Stressed? Research links anxiety to stroke risk

Q: Since my father died a few months ago, my 82-year-old mother is a bundle of nerves. I try to stop often to see her, but she has never before lived alone and she’s having trouble adjusting.

What are her risks?

A: The best person to answer that question would be your mom’s doctor. Please encourage her to go in for a full physical.

Research has shown that the risks for seniors living alone can be many from poor nutrition to falls and injuries to depression.

Here’s another risk that was recently identified.

The greater the anxiety level, the higher the risk of having a stroke, according to new research published in the American Heart Association Journal stroke.

And heart disease patients who suffer anxiety have twice the risk of dying. What’s worse, heart patients with both anxiety and depression have triple the risk of dying, researchers said, in the Journal of the American Heart Association published earlier this year.

The stroke study is reported to be the first in which researchers linked anxiety and stroke independent of other factors such as depression. Anxiety disorders are one of the most prevalent mental health problems. Symptoms include feeling unusually worried, stressed, nervous or tense.

The study found that people in the highest third of anxiety symptoms had a 33 percent higher stroke risk than those with the lowest levels.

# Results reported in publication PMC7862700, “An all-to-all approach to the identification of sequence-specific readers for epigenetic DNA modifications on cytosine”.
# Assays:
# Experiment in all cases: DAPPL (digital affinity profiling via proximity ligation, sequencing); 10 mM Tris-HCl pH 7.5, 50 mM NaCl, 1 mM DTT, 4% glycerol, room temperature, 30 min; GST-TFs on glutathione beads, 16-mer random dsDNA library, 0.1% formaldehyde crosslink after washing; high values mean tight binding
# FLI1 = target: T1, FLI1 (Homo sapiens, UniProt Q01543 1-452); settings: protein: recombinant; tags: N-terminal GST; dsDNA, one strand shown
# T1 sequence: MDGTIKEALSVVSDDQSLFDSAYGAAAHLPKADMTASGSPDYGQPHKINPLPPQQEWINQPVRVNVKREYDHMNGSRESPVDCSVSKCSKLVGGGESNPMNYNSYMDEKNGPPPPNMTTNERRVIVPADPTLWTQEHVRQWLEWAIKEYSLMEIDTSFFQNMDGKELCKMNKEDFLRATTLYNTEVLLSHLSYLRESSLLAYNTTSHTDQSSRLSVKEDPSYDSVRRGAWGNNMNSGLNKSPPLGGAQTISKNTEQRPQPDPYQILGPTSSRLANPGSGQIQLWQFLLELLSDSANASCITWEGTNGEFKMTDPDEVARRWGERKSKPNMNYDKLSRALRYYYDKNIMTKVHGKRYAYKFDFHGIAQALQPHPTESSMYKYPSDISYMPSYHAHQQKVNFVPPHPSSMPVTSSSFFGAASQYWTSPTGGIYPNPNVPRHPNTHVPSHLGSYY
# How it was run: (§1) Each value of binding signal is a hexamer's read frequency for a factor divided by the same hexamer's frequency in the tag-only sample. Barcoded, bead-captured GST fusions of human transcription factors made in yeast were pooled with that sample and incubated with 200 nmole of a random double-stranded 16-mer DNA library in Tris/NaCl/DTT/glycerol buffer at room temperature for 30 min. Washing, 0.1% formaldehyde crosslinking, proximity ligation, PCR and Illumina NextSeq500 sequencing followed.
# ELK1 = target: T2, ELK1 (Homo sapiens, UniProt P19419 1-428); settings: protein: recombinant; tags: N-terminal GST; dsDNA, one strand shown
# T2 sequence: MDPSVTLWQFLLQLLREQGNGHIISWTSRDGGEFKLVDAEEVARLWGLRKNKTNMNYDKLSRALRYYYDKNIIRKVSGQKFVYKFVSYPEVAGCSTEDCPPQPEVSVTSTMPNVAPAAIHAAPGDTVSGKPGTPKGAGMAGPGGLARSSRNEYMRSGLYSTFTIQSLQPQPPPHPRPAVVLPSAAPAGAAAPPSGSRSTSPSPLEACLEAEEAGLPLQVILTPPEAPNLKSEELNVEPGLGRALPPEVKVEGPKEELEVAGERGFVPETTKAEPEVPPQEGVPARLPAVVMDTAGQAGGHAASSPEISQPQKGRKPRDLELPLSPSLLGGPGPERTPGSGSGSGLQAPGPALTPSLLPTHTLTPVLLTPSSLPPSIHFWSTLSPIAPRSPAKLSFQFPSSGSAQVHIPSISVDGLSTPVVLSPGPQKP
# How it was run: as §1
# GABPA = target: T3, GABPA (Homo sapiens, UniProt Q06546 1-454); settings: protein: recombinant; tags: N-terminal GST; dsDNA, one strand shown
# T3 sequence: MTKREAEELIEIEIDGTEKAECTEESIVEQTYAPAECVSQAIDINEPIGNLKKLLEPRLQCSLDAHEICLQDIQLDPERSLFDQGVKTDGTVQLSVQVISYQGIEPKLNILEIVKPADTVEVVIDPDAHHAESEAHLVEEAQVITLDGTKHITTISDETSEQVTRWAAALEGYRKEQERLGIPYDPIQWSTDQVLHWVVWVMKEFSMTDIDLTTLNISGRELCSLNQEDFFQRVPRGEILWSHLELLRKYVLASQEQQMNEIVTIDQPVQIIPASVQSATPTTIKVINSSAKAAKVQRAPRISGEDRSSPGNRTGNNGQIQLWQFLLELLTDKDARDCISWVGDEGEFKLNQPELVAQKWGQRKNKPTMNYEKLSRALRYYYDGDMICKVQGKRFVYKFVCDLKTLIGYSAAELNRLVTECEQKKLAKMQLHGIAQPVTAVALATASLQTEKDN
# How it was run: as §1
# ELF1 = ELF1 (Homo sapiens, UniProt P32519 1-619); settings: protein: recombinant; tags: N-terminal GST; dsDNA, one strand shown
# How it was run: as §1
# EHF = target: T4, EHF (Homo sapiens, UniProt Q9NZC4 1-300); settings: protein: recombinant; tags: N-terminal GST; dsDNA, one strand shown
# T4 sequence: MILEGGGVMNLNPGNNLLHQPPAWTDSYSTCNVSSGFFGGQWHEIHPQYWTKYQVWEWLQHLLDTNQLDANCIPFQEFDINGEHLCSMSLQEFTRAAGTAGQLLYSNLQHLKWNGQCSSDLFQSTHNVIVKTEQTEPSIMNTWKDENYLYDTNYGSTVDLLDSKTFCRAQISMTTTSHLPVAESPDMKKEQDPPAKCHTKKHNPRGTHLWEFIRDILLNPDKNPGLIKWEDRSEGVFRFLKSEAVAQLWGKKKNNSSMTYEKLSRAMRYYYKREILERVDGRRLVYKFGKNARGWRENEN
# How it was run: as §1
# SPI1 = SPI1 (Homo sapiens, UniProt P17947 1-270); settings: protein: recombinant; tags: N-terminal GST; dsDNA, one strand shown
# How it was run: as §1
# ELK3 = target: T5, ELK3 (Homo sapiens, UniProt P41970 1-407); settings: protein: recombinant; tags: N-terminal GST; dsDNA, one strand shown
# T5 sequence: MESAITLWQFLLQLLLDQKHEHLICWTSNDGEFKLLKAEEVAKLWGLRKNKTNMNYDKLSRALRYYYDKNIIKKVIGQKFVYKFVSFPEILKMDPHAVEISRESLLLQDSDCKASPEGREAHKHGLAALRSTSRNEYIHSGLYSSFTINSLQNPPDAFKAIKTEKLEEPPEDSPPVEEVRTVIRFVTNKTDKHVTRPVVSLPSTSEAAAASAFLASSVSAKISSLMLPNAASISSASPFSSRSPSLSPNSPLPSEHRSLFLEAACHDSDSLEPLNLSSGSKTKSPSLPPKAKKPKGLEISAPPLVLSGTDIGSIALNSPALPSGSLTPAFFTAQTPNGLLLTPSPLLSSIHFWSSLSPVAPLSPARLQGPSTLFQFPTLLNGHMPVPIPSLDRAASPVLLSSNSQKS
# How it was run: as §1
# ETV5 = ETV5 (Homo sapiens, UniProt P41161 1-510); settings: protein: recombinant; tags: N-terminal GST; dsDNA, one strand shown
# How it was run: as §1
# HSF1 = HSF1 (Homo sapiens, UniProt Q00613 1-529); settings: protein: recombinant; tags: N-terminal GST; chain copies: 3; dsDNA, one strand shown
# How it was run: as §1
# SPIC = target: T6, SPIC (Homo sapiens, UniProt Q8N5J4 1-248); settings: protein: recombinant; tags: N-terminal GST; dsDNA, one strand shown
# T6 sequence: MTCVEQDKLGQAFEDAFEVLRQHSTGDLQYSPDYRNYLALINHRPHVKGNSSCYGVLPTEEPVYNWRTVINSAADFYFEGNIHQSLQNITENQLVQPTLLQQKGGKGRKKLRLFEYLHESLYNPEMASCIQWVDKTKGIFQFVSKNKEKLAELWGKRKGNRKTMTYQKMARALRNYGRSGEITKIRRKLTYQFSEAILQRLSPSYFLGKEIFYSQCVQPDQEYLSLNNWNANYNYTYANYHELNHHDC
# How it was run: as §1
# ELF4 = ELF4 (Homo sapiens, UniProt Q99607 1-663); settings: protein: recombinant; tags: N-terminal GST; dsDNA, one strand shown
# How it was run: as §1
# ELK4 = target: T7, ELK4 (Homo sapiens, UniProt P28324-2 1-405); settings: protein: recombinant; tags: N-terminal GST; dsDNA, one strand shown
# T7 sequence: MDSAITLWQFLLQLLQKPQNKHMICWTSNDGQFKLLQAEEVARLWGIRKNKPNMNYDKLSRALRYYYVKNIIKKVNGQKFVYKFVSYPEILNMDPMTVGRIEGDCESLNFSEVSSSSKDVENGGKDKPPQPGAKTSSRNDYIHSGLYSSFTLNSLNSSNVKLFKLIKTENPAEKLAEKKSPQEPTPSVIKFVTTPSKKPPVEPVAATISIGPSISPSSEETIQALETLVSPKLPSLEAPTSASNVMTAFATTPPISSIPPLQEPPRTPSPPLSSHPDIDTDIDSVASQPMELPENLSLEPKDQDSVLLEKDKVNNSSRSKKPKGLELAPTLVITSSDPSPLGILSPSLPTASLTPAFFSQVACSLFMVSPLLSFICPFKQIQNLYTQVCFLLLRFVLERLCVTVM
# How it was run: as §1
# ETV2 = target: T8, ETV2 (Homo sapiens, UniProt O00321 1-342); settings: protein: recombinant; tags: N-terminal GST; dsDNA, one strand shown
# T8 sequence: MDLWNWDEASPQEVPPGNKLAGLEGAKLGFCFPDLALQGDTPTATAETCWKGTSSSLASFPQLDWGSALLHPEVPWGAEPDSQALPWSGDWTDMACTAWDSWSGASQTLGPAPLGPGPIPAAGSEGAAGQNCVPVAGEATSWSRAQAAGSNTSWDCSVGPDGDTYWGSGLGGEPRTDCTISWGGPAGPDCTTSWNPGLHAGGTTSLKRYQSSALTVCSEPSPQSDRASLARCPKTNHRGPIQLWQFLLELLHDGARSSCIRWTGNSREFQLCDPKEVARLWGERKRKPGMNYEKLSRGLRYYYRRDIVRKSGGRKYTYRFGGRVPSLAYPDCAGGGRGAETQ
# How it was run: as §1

“Everyone has some anxiety now and then. But when it’s elevated and/or chronic, it may have an effect on your health years down the road,” said Maya Lambiase, Ph.D., study author and cardiovascular behavioral medicine researcher in the Department of Psychiatry at the University of Pittsburgh School of Medicine, Pittsburgh.

Ask your mother’s doctor to put together a plan for her that could encompass her health and well-being.

She might also benefit from a little extra companionship, particularly during the times when you are unable to be with her.

Why not suggest she check out a senior center? Most communities have these centers that provide both mealtime activities and companionship.

Or consider a non-medical caregiving companion, such as one from Home Instead Senior Care. CAREGiversSM provide companionship at home, transportation to activities, meal preparation, light housekeeping, medication management, errands and shopping.

For more information about the study, visit

For more information about Home Instead Senior Care, contact DeLauter at 866-522-6533 or visit

DeLauter is the owner of the Home Instead Senior Care office in Lewisburg, which serves Union, Snyder, Northumberland, Lycoming, Clinton, Montour and Columbia counties.